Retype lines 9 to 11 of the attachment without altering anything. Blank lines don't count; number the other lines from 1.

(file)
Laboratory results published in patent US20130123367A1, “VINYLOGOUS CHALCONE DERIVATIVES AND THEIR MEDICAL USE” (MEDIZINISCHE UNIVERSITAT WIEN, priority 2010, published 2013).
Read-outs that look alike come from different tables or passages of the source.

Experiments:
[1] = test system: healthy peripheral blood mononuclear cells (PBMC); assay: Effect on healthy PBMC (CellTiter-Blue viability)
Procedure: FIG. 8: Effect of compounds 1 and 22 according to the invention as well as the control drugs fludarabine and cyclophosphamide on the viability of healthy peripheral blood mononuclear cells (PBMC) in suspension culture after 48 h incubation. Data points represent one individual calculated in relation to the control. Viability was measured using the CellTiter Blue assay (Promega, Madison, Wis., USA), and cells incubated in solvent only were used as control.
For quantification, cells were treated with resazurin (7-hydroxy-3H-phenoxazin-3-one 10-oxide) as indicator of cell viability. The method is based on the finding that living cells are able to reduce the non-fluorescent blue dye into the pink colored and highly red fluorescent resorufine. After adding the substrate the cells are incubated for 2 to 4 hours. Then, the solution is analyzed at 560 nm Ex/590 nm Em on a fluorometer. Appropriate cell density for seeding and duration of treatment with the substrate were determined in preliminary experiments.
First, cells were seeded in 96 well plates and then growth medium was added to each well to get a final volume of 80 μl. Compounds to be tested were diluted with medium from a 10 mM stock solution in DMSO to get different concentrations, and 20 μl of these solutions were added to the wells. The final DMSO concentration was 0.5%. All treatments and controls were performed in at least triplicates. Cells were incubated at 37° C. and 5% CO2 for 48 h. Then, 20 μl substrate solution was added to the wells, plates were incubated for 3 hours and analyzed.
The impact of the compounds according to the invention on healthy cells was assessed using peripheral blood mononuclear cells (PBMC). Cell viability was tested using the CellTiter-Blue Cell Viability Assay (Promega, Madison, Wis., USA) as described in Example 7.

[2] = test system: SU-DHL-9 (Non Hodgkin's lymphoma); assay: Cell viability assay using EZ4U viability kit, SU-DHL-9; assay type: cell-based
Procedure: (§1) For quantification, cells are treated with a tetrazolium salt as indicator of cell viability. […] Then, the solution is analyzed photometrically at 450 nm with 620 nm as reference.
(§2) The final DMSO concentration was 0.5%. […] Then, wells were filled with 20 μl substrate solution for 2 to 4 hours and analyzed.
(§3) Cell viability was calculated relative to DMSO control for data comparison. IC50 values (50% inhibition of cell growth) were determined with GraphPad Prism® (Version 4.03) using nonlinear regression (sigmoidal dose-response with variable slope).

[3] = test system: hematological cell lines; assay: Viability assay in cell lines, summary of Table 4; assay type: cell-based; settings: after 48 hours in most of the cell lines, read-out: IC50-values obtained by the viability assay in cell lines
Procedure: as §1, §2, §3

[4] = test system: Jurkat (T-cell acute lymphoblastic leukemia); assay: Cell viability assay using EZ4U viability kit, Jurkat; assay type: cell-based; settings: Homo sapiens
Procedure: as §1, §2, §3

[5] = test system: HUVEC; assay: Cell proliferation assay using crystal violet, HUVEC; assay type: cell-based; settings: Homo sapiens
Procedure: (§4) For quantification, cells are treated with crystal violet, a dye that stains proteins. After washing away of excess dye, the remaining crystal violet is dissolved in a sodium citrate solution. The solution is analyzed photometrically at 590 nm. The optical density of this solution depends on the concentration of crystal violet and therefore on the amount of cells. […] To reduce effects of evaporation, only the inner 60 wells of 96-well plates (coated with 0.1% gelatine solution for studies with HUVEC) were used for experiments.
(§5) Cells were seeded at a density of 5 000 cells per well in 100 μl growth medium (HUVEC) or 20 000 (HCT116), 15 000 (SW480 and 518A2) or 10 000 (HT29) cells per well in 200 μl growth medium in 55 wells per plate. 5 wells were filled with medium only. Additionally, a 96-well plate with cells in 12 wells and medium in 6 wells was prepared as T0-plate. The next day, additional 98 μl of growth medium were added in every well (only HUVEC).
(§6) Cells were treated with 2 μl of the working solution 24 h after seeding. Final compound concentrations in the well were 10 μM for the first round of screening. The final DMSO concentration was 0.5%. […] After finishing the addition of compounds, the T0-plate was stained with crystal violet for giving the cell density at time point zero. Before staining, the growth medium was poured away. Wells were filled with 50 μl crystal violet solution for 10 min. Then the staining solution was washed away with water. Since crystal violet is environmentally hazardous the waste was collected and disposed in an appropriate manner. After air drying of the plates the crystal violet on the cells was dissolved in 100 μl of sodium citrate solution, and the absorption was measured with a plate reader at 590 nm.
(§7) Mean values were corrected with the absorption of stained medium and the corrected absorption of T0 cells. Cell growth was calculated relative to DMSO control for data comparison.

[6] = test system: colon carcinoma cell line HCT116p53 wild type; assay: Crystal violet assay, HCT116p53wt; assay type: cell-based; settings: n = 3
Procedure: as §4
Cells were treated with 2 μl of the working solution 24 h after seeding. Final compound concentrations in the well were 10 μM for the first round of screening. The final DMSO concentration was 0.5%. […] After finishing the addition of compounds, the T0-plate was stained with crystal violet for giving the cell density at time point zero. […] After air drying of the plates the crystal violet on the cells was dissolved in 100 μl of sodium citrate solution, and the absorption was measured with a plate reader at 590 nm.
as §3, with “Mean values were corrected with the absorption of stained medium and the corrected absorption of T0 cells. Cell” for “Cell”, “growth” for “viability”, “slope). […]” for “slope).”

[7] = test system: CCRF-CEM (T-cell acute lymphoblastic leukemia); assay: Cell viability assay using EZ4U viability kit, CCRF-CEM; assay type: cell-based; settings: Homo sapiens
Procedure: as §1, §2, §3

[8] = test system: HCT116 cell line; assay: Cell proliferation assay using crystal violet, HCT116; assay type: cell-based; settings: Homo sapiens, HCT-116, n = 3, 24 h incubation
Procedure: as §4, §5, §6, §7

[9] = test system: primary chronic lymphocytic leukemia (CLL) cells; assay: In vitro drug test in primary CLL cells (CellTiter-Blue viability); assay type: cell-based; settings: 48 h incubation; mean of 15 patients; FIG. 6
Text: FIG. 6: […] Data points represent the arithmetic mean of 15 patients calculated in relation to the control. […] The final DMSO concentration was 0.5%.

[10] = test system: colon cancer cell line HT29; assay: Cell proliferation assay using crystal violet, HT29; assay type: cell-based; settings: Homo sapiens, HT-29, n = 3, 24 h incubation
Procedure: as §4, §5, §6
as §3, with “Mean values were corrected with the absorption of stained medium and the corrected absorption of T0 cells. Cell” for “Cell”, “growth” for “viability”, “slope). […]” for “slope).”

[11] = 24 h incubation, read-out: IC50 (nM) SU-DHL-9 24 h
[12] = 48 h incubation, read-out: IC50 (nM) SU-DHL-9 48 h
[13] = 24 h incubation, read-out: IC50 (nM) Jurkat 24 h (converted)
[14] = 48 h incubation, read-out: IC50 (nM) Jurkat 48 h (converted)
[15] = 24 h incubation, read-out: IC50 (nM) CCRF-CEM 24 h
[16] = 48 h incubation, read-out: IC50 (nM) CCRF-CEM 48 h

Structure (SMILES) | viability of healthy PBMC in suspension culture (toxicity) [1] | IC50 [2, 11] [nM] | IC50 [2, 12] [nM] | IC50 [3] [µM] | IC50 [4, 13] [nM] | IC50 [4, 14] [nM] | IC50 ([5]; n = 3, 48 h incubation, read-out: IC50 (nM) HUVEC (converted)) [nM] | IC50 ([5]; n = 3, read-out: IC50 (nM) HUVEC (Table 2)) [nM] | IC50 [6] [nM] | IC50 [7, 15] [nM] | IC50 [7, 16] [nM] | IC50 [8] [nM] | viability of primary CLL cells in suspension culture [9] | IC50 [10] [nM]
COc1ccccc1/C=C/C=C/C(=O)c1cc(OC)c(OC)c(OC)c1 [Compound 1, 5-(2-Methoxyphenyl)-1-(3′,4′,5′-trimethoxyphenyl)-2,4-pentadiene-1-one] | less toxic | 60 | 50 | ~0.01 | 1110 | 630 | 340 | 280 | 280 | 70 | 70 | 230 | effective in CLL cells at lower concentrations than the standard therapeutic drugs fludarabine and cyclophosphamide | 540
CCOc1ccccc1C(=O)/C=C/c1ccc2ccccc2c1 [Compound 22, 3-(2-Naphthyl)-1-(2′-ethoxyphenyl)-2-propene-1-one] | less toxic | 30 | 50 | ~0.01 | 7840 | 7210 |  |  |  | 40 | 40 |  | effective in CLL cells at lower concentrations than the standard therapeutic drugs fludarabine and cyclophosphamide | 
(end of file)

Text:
[2] = test system: SU-DHL-9 (Non Hodgkin's lymphoma); assay: Cell viability assay using EZ4U viability kit, SU-DHL-9; assay type: cell-based
Procedure: (§1) For quantification, cells are treated with a tetrazolium salt as indicator of cell viability. […] Then, the solution is analyzed photometrically at 450 nm with 620 nm as reference.
(§2) The final DMSO concentration was 0.5%. […] Then, wells were filled with 20 μl substrate solution for 2 to 4 hours and analyzed.